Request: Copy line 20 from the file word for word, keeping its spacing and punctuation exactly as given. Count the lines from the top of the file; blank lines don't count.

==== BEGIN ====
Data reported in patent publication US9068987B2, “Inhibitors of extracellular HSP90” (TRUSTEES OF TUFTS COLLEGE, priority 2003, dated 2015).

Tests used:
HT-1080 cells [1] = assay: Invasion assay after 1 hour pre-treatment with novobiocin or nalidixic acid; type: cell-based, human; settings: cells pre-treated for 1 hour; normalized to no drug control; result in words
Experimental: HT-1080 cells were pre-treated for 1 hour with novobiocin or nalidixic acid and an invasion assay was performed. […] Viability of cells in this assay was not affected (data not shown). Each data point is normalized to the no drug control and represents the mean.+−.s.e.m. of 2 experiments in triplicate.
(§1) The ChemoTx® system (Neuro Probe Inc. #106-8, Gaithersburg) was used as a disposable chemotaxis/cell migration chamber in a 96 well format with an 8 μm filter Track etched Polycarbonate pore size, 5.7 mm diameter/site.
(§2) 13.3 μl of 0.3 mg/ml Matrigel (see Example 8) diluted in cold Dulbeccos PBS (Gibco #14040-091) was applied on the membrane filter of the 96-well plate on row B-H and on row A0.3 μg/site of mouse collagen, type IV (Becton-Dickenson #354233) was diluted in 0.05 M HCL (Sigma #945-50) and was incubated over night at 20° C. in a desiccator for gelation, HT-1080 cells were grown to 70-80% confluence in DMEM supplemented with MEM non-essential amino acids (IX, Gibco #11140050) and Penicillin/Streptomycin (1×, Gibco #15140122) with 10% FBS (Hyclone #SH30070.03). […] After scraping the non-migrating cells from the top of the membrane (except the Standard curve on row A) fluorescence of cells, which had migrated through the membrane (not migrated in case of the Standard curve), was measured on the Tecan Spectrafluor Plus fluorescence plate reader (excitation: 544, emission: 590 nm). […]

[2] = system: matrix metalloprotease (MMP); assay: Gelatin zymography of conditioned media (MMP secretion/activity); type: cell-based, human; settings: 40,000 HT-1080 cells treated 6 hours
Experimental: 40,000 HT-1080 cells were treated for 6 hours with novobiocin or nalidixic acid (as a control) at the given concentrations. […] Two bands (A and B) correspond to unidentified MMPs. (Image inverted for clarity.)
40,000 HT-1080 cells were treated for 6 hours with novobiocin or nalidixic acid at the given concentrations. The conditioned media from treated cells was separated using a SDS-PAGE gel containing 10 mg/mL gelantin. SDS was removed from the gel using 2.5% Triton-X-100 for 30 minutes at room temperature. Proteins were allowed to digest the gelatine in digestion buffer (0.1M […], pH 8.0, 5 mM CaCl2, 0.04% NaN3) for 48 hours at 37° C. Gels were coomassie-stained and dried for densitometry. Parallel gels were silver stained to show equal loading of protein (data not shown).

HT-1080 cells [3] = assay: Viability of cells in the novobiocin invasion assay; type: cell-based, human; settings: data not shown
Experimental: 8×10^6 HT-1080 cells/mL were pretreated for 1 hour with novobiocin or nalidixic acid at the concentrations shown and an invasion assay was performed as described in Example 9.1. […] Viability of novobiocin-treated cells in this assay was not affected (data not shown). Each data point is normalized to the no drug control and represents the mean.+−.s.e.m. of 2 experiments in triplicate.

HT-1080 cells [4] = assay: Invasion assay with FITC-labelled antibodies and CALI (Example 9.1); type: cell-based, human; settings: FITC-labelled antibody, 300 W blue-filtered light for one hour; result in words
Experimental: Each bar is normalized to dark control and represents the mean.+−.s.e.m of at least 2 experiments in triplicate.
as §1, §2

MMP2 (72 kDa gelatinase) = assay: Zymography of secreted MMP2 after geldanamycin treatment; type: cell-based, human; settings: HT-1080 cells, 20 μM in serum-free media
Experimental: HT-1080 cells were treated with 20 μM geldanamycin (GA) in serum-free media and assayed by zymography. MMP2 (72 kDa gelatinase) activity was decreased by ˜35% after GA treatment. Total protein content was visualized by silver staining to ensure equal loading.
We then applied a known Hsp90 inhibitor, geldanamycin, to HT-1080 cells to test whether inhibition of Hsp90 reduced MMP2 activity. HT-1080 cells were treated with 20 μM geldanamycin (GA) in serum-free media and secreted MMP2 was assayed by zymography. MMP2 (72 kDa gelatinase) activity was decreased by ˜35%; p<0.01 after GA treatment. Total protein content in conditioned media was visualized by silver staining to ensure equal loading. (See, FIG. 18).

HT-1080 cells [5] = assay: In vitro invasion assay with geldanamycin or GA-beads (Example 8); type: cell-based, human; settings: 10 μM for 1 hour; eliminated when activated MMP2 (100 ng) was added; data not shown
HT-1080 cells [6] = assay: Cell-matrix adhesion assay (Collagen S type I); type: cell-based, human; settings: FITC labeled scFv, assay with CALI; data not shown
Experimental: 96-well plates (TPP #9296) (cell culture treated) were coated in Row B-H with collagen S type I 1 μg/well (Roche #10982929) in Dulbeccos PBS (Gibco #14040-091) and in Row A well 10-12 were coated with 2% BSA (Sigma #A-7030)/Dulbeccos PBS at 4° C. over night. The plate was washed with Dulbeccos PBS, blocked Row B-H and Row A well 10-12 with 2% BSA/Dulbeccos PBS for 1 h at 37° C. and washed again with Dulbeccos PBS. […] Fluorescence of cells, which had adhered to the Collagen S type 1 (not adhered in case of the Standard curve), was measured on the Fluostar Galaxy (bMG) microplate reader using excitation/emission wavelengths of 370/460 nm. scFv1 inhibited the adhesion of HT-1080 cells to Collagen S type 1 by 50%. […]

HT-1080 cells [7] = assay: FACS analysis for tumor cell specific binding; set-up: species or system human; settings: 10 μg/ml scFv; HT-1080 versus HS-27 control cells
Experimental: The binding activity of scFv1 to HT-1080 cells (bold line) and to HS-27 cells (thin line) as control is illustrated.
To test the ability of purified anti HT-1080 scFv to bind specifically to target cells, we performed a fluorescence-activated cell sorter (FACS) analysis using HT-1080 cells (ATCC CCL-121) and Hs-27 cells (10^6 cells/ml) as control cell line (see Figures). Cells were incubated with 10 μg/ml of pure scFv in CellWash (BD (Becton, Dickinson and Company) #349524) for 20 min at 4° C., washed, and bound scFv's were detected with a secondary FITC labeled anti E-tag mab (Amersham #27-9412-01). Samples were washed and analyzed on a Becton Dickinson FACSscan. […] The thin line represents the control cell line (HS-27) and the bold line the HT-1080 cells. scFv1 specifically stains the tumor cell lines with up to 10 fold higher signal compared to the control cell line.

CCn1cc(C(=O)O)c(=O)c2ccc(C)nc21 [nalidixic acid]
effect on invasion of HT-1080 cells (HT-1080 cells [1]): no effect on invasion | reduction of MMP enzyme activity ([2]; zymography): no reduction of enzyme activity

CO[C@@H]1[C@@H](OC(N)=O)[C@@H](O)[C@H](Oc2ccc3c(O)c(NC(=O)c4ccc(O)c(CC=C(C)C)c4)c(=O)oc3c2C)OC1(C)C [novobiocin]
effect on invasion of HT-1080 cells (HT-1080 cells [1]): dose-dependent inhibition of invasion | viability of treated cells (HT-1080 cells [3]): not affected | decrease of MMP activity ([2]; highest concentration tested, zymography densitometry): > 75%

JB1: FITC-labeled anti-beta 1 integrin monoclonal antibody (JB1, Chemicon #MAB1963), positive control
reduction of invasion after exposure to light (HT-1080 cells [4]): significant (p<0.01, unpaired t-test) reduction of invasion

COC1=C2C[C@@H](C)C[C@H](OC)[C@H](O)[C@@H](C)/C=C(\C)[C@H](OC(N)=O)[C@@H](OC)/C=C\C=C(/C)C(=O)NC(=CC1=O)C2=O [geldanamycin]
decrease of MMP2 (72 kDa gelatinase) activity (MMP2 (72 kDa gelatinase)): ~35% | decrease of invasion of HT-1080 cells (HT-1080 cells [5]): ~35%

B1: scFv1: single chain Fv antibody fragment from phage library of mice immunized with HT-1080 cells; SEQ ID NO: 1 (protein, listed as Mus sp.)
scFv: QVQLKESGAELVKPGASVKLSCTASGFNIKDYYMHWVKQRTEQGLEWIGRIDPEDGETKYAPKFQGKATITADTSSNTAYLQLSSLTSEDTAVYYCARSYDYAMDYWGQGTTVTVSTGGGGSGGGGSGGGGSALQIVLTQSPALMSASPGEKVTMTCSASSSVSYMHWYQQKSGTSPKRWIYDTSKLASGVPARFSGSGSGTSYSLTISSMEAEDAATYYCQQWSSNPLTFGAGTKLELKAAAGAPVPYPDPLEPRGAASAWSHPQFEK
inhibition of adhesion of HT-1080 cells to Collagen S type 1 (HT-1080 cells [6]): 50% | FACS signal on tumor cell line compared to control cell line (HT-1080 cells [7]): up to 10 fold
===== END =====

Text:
Experimental: 96-well plates (TPP #9296) (cell culture treated) were coated in Row B-H with collagen S type I 1 μg/well (Roche #10982929) in Dulbeccos PBS (Gibco #14040-091) and in Row A well 10-12 were coated with 2% BSA (Sigma #A-7030)/Dulbeccos PBS at 4° C. over night. The plate was washed with Dulbeccos PBS, blocked Row B-H and Row A well 10-12 with 2% BSA/Dulbeccos PBS for 1 h at 37° C. and washed again with Dulbeccos PBS. […] Fluorescence of cells, which had adhered to the Collagen S type 1 (not adhered in case of the Standard curve), was measured on the Fluostar Galaxy (bMG) microplate reader using excitation/emission wavelengths of 370/460 nm. scFv1 inhibited the adhesion of HT-1080 cells to Collagen S type 1 by 50%. […]